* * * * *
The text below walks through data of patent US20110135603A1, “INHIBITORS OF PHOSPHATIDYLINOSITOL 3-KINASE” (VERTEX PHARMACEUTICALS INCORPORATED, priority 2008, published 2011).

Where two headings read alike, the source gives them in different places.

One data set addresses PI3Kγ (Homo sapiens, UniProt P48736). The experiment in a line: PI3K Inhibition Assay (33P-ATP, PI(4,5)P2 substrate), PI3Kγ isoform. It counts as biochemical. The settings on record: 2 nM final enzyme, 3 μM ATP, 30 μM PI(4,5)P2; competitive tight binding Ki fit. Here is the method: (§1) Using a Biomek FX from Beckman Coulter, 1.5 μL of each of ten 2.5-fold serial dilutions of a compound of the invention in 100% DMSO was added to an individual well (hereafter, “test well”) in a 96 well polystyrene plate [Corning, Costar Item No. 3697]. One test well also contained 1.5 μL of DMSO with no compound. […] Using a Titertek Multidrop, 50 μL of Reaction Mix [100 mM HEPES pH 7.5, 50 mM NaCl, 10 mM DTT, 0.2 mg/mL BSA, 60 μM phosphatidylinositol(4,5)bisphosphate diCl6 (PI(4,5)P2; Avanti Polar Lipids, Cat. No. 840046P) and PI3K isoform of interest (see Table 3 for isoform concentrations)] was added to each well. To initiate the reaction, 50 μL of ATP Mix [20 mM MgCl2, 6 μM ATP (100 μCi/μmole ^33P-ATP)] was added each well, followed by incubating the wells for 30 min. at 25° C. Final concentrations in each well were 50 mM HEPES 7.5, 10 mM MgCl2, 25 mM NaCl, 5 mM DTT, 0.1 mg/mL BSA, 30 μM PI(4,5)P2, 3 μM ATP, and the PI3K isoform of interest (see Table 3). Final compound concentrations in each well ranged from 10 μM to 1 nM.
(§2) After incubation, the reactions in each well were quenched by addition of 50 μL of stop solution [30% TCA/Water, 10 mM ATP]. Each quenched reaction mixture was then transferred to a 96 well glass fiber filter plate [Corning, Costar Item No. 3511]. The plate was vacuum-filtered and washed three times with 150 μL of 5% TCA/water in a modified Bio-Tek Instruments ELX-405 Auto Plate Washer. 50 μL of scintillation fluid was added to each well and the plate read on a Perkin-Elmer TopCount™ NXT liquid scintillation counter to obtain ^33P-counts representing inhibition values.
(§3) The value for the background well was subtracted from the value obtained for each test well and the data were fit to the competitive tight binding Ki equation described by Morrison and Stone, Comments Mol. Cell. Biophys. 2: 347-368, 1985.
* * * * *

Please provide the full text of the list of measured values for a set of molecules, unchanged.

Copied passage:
The text below walks through data of patent US20110135603A1, “INHIBITORS OF PHOSPHATIDYLINOSITOL 3-KINASE” (VERTEX PHARMACEUTICALS INCORPORATED, priority 2008, published 2011).

Where two headings read alike, the source gives them in different places.

One data set addresses PI3Kγ (Homo sapiens, UniProt P48736). The experiment in a line: PI3K Inhibition Assay (33P-ATP, PI(4,5)P2 substrate), PI3Kγ isoform. It counts as biochemical. The settings on record: 2 nM final enzyme, 3 μM ATP, 30 μM PI(4,5)P2; competitive tight binding Ki fit. Here is the method: (§1) Using a Biomek FX from Beckman Coulter, 1.5 μL of each of ten 2.5-fold serial dilutions of a compound of the invention in 100% DMSO was added to an individual well (hereafter, “test well”) in a 96 well polystyrene plate [Corning, Costar Item No. 3697]. One test well also contained 1.5 μL of DMSO with no compound. […] Using a Titertek Multidrop, 50 μL of Reaction Mix [100 mM HEPES pH 7.5, 50 mM NaCl, 10 mM DTT, 0.2 mg/mL BSA, 60 μM phosphatidylinositol(4,5)bisphosphate diCl6 (PI(4,5)P2; Avanti Polar Lipids, Cat. No. 840046P) and PI3K isoform of interest (see Table 3 for isoform concentrations)] was added to each well. To initiate the reaction, 50 μL of ATP Mix [20 mM MgCl2, 6 μM ATP (100 μCi/μmole ^33P-ATP)] was added each well, followed by incubating the wells for 30 min. at 25° C. Final concentrations in each well were 50 mM HEPES 7.5, 10 mM MgCl2, 25 mM NaCl, 5 mM DTT, 0.1 mg/mL BSA, 30 μM PI(4,5)P2, 3 μM ATP, and the PI3K isoform of interest (see Table 3). Final compound concentrations in each well ranged from 10 μM to 1 nM.
(§2) After incubation, the reactions in each well were quenched by addition of 50 μL of stop solution [30% TCA/Water, 10 mM ATP]. Each quenched reaction mixture was then transferred to a 96 well glass fiber filter plate [Corning, Costar Item No. 3511]. The plate was vacuum-filtered and washed three times with 150 μL of 5% TCA/water in a modified Bio-Tek Instruments ELX-405 Auto Plate Washer. 50 μL of scintillation fluid was added to each well and the plate read on a Perkin-Elmer TopCount™ NXT liquid scintillation counter to obtain ^33P-counts representing inhibition values.
(§3) The value for the background well was subtracted from the value obtained for each test well and the data were fit to the competitive tight binding Ki equation described by Morrison and Stone, Comments Mol. Cell. Biophys. 2: 347-368, 1985.